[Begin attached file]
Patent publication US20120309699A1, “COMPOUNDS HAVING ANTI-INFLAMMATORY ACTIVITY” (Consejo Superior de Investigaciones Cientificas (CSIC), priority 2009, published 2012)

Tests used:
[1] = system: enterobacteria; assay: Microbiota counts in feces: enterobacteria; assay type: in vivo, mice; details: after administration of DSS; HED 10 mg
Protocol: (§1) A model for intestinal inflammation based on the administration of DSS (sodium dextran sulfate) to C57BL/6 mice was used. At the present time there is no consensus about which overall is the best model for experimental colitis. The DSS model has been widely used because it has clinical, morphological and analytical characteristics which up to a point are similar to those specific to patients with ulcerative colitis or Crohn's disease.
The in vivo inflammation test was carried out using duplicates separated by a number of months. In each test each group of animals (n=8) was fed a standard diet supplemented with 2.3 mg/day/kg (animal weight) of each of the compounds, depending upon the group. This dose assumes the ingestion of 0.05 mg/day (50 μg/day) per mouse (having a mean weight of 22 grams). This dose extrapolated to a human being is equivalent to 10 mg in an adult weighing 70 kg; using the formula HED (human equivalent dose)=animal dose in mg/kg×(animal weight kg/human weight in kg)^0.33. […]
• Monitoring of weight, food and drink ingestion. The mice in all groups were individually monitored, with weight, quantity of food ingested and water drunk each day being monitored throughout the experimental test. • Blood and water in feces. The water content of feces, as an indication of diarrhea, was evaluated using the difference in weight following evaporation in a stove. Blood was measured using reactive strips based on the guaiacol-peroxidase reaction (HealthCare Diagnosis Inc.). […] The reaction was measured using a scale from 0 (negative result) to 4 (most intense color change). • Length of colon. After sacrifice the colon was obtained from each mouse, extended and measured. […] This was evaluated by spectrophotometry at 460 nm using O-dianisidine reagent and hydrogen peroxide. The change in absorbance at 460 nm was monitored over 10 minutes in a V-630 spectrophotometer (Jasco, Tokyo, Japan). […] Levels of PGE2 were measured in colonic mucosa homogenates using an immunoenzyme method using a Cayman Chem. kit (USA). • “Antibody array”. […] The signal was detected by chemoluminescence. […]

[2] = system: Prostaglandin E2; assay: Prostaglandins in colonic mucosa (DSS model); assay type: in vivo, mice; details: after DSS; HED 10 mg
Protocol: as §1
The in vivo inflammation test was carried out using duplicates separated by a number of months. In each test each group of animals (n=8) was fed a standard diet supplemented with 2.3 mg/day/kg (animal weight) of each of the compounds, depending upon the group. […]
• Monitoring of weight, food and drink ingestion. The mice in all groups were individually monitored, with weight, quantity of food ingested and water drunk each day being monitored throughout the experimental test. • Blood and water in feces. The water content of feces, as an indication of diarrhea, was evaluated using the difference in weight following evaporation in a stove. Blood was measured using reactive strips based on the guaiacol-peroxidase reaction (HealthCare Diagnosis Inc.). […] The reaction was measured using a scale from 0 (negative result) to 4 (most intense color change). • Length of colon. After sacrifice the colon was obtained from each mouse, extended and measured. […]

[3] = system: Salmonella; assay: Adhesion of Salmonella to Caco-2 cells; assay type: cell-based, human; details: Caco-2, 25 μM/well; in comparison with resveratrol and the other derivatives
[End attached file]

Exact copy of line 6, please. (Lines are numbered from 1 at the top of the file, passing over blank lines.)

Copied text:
• Monitoring of weight, food and drink ingestion. The mice in all groups were individually monitored, with weight, quantity of food ingested and water drunk each day being monitored throughout the experimental test. • Blood and water in feces. The water content of feces, as an indication of diarrhea, was evaluated using the difference in weight following evaporation in a stove. Blood was measured using reactive strips based on the guaiacol-peroxidase reaction (HealthCare Diagnosis Inc.). […] The reaction was measured using a scale from 0 (negative result) to 4 (most intense color change). • Length of colon. After sacrifice the colon was obtained from each mouse, extended and measured. […] This was evaluated by spectrophotometry at 460 nm using O-dianisidine reagent and hydrogen peroxide. The change in absorbance at 460 nm was monitored over 10 minutes in a V-630 spectrophotometer (Jasco, Tokyo, Japan). […] Levels of PGE2 were measured in colonic mucosa homogenates using an immunoenzyme method using a Cayman Chem. kit (USA). • “Antibody array”. […] The signal was detected by chemoluminescence. […]